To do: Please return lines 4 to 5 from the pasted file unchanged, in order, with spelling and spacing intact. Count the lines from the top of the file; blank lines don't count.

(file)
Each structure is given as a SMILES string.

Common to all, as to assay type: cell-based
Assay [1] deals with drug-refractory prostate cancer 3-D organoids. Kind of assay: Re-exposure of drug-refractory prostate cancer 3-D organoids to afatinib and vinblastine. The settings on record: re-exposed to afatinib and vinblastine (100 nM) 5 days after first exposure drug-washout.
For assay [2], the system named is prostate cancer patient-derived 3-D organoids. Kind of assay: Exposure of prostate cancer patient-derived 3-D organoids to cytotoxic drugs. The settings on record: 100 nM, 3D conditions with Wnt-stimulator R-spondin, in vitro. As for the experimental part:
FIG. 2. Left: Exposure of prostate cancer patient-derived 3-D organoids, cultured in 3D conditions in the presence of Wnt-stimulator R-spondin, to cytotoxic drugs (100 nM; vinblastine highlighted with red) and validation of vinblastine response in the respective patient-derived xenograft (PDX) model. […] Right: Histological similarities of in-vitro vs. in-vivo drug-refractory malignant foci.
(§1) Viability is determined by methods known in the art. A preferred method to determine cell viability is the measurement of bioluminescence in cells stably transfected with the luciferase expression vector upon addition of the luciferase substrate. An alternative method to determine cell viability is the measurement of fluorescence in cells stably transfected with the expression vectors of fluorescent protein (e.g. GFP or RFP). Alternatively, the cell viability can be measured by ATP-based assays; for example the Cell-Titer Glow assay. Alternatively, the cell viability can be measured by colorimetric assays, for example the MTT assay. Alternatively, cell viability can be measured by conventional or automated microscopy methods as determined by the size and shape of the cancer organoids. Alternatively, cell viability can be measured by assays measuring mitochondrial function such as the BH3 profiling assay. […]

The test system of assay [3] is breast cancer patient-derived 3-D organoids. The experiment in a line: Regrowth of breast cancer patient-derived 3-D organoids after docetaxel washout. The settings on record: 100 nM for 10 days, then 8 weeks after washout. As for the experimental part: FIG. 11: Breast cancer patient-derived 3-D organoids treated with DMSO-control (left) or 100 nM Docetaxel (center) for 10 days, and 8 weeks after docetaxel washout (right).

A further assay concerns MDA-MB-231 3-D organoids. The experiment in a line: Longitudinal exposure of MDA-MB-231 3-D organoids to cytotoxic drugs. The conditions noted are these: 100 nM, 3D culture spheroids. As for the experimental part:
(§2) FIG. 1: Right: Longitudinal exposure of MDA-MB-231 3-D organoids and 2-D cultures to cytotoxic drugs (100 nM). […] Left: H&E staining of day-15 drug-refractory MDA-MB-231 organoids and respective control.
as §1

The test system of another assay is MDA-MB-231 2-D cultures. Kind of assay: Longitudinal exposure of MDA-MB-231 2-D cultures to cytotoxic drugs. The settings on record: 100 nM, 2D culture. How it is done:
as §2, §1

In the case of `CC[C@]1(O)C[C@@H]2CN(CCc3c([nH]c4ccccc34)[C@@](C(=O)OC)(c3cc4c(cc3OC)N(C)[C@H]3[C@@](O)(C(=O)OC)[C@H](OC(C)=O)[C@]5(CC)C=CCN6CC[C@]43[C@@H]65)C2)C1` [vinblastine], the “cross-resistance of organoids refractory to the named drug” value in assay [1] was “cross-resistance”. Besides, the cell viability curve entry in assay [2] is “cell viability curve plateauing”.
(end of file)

For assay [2], the system named is prostate cancer patient-derived 3-D organoids. Kind of assay: Exposure of prostate cancer patient-derived 3-D organoids to cytotoxic drugs. The settings on record: 100 nM, 3D conditions with Wnt-stimulator R-spondin, in vitro. As for the experimental part:
FIG. 2. Left: Exposure of prostate cancer patient-derived 3-D organoids, cultured in 3D conditions in the presence of Wnt-stimulator R-spondin, to cytotoxic drugs (100 nM; vinblastine highlighted with red) and validation of vinblastine response in the respective patient-derived xenograft (PDX) model. […] Right: Histological similarities of in-vitro vs. in-vivo drug-refractory malignant foci.